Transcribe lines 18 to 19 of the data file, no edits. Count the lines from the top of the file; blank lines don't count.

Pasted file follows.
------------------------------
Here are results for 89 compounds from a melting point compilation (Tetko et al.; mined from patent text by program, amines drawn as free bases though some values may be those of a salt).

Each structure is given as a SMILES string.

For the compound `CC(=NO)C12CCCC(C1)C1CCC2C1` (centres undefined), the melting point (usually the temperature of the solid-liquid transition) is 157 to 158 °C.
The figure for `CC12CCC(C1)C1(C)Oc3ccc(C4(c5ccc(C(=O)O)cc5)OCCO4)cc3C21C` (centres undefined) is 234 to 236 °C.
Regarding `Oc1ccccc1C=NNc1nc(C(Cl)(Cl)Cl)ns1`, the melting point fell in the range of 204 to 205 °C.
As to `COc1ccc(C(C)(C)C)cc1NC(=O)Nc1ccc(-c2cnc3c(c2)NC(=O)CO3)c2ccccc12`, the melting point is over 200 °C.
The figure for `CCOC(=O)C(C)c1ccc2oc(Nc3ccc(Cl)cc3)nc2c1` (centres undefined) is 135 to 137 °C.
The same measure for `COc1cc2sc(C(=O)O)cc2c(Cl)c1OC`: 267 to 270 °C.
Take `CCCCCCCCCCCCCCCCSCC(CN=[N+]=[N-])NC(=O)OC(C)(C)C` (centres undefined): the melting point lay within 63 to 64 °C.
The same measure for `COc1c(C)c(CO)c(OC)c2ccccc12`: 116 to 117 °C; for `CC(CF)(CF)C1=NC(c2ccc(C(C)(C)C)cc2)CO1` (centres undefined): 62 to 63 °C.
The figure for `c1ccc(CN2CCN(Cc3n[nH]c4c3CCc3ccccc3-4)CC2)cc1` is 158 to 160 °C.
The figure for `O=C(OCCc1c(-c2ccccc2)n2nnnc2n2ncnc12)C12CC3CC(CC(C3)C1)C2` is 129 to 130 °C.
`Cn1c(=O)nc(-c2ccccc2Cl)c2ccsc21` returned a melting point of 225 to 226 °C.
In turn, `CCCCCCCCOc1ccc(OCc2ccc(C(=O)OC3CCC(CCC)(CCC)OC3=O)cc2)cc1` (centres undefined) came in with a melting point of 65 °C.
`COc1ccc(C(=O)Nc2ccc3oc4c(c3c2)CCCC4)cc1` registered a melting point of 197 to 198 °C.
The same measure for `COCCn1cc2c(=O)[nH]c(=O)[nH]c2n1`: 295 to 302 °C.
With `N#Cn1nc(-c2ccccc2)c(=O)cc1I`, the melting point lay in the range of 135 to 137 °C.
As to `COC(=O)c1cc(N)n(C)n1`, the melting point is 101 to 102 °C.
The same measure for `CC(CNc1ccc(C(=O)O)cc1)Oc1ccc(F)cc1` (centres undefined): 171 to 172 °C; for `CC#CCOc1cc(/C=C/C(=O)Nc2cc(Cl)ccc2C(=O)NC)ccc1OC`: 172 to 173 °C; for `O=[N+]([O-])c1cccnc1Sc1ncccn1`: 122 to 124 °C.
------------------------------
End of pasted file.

As to `COC(=O)c1cc(N)n(C)n1`, the melting point is 101 to 102 °C.
The same measure for `CC(CNc1ccc(C(=O)O)cc1)Oc1ccc(F)cc1` (centres undefined): 171 to 172 °C; for `CC#CCOc1cc(/C=C/C(=O)Nc2cc(Cl)ccc2C(=O)NC)ccc1OC`: 172 to 173 °C; for `O=[N+]([O-])c1cccnc1Sc1ncccn1`: 122 to 124 °C.